Grant Geek

Turn your Grant Denial into a Grant Award


Turn your Grant Denial into a Grant Award

Getting a grant denial can be very depressing. You and your team have put in a lot of work and even though you know when you submit a grant that there aren’t any guarantees, you always have hope. The grant denial letter takes that hope away and adds a finality to your plans for the upcoming year, and it can sting a little.

This is where we like to take a step back and rephrase our “Denial” into a “Not Yet.” There are so many things that a person can do when a grant is denied, and the actions they take will result in a more organized program that is easier to implement and more aligned with the funder’s goals. There are many reasons why a grant does not get awarded. The main reason is because the application didn’t score within the funding range. Sometimes, even when the grant does score within the funding range, it doesn’t get awarded. In this case, the funder is sometimes wanting to build a relationship with the applicant; they are following a geographic distribution method; or there just weren’t enough funds to go around for the coming year. It’s easy to want to point fingers when a grant is not awarded, but just remember your proposal will be more implementable with the changes you make and better in the long run.

The first thing you need to do when you receive a denial letter is to request the reviewer notes from the funder. Generally, the denial letter will include them automatically but if they aren’t, you will need to request them from the funder. Make sure you do this as soon as you receive the denial letter, as some funders have a 60-day time limit to request reviewer’s comments. Denial letters often have instructions on who to contact. If these instructions aren’t included in the letter, then contact the person who sent the letter or reply to the email you received. Sometimes, the reviewer’s comments are sent in a letter/email and other times the funder would rather have a conference call to discuss the comments. Either way, you will receive what you need, which is the feedback regarding which areas of your proposal need to be improved. The funder (if they are governmental) is required to provide you with this information due to the Freedom of Information Act. If your grant is not reviewed, they are also required to provide you with the information regarding the reason for the non-review.

Some of the most common themes that are stated in a denial include:

  • Not following the Request for Proposal
    • Award Ceiling/Floor or Cost per Participant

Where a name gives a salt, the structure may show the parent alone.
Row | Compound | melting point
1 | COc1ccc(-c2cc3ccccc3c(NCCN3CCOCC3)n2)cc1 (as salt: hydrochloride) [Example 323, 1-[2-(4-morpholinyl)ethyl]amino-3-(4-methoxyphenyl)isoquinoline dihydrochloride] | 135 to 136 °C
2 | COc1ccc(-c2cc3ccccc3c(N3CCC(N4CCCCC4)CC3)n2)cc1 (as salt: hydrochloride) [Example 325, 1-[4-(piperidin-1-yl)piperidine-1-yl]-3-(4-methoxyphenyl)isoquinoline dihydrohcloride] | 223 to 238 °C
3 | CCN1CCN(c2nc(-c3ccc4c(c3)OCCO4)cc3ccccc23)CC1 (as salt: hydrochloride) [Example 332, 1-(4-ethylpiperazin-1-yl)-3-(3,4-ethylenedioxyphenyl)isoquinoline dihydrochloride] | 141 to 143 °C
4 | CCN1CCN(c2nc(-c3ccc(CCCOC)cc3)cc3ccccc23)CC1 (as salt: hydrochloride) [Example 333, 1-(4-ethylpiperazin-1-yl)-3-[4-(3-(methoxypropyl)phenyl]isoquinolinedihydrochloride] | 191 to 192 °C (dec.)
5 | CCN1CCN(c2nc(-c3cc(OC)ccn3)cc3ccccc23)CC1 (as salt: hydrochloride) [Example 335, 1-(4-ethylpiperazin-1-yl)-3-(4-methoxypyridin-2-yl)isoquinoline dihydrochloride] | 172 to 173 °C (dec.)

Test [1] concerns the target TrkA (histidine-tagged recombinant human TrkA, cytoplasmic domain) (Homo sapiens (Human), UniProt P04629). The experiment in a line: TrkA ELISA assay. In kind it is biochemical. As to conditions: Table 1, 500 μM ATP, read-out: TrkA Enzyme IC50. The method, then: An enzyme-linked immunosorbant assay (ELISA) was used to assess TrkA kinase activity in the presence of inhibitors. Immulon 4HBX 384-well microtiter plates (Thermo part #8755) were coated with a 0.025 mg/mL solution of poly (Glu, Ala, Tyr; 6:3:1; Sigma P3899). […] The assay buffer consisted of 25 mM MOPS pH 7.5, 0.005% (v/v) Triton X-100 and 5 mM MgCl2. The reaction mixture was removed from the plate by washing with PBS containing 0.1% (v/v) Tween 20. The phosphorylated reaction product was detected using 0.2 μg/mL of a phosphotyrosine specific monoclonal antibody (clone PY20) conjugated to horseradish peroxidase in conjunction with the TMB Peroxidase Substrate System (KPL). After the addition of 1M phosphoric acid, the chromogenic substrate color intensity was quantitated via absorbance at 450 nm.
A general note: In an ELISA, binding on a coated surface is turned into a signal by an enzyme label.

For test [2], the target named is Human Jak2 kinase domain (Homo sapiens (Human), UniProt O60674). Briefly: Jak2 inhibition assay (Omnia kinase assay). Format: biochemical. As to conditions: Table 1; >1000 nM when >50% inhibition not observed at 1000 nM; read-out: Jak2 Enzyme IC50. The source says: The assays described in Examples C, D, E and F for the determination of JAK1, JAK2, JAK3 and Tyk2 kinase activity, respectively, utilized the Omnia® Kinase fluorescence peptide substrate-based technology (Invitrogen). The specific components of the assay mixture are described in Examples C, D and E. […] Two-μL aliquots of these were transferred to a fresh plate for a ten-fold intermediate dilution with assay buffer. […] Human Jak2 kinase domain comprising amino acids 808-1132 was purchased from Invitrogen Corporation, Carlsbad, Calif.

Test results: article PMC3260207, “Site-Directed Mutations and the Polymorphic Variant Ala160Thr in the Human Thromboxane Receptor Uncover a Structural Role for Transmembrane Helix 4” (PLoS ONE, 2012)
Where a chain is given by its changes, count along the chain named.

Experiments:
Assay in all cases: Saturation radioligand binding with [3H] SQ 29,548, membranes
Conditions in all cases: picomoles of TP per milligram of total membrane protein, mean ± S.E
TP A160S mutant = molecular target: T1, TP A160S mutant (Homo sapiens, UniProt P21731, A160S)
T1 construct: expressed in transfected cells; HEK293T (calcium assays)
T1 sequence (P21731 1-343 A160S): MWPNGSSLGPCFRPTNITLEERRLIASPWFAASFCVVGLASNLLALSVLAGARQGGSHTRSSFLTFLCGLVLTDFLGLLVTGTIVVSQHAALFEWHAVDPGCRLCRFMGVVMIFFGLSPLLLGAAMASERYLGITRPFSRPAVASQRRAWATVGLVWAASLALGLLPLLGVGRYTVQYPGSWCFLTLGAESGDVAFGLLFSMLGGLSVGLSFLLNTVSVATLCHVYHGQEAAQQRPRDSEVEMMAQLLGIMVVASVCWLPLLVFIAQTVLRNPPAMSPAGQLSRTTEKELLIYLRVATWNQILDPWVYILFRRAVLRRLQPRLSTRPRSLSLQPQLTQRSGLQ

• Years funding is requested
    • Including non-eligible partners/consortiums
    • Not including all the required items (signed assurances, audits, non-profit documentation, etc.)
  • Not providing enough information in the narrative
    • Not addressing all the required criteria
    • Not providing enough information/detail for the reviewer to score a section higher
    • Not thinking a program through and planning last minute
    • Not including a comprehensive evaluation plan
  • Not addressing competitive preference priorities
    • Ignoring extra points
    • Not designing a program which is consistent with the funder’s goals
    • Ignoring geographical preferences

Once you have the reviewer notes (whether you had to request them, or they were included in your denial letter) make sure you’re in a healthy frame of mind before reading them. Also, it is helpful to re-read them again later (a day or so) and then begin the process of addressing the shortfalls. Do not wait until the competition is out again to begin re-designing/tweaking your program. Begin thinking about things that need to change, as if you could resubmit the proposal tomorrow. The work you do today will be useable when the same or similar competition comes out in the future.

Remember to stay with your team! It’s easy to want to place blame after a grant is denied. Improve your weaknesses. This is the easiest part of re-submitting your application because the funder has told you what they didn’t like. No guess work here! Assign tasks to strengthen shortfalls because sometimes one small comment from a reviewer is not simple to fix — sometimes it takes time. For example, building partnerships and consortiums or developing budgets for upcoming projects. Plan for another submission (either the same competition or a similar one). Most importantly, keep working at it.

If you’d like assistance interpreting reviewer’s comments or rewriting your proposal to address the comments, the grant writing experts at Resource Associates can help. Our Grant Proposal Rewrite services will help you improve your chances of being funded the second time around.

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